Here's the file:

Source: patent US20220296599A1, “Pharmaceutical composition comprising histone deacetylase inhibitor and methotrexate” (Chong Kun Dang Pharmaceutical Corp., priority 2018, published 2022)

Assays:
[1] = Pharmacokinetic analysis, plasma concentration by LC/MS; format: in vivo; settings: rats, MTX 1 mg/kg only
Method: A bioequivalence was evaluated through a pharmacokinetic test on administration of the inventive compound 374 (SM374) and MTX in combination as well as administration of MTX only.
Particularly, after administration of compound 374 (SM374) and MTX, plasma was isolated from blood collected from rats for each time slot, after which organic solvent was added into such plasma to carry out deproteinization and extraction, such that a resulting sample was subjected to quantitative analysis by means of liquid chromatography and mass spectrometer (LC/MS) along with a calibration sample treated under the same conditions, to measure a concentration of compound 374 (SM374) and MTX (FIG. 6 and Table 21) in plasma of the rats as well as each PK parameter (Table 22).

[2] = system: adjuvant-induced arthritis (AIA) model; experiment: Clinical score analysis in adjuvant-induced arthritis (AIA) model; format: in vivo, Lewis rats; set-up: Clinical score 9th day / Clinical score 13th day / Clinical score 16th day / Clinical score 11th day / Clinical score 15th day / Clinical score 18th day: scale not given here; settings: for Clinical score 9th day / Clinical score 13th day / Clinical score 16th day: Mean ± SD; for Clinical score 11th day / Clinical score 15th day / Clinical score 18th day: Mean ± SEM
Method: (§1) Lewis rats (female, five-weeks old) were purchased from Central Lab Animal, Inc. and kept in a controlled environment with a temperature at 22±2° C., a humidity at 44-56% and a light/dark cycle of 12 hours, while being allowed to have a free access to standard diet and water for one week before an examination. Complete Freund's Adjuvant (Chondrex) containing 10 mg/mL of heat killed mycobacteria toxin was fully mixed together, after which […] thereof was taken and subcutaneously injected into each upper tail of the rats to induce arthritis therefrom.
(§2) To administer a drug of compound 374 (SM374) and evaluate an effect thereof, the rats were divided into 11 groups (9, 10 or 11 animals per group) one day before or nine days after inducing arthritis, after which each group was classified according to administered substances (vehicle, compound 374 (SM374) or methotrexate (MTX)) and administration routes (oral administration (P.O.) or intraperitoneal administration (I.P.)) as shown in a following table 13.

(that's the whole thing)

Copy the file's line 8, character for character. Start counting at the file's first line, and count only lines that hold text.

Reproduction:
(§2) To administer a drug of compound 374 (SM374) and evaluate an effect thereof, the rats were divided into 11 groups (9, 10 or 11 animals per group) one day before or nine days after inducing arthritis, after which each group was classified according to administered substances (vehicle, compound 374 (SM374) or methotrexate (MTX)) and administration routes (oral administration (P.O.) or intraperitoneal administration (I.P.)) as shown in a following table 13.